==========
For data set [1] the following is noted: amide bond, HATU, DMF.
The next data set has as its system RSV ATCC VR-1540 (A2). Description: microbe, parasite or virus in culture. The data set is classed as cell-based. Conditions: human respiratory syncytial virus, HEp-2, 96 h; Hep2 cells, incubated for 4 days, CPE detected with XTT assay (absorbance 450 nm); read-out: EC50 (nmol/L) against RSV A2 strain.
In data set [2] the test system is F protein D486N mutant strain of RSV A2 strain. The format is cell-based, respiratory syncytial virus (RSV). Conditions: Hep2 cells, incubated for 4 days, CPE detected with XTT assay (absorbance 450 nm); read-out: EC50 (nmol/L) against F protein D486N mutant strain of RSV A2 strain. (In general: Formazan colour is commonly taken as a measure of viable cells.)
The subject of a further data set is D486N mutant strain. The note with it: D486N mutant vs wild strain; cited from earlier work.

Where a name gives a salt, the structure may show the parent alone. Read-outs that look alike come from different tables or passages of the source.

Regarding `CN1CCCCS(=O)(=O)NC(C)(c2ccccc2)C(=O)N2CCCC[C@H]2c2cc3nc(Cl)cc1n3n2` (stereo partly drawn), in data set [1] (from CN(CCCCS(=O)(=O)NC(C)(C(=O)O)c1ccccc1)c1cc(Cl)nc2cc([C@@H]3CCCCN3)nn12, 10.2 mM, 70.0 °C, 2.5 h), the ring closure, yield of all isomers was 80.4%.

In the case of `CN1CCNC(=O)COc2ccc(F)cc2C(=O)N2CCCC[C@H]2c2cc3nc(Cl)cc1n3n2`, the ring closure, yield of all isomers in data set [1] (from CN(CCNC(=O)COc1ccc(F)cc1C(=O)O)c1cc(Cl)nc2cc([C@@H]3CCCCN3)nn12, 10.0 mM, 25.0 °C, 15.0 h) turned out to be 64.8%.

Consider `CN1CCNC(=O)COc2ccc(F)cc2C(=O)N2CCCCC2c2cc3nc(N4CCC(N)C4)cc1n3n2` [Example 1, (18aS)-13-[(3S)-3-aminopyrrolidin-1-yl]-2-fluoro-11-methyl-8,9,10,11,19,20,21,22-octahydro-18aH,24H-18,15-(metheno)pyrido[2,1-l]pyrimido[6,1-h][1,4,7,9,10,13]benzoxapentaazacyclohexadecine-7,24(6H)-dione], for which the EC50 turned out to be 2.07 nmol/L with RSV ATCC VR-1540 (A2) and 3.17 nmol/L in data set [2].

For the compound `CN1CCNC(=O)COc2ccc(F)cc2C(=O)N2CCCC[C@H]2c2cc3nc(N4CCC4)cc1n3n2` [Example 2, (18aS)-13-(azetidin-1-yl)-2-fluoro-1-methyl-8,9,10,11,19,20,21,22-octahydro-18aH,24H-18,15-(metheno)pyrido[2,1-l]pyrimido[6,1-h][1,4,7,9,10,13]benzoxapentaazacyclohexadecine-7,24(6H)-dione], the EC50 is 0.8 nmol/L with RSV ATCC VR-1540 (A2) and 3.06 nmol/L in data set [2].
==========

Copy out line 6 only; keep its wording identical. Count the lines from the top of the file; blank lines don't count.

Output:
Regarding `CN1CCCCS(=O)(=O)NC(C)(c2ccccc2)C(=O)N2CCCC[C@H]2c2cc3nc(Cl)cc1n3n2` (stereo partly drawn), in data set [1] (from CN(CCCCS(=O)(=O)NC(C)(C(=O)O)c1ccccc1)c1cc(Cl)nc2cc([C@@H]3CCCCN3)nn12, 10.2 mM, 70.0 °C, 2.5 h), the ring closure, yield of all isomers was 80.4%.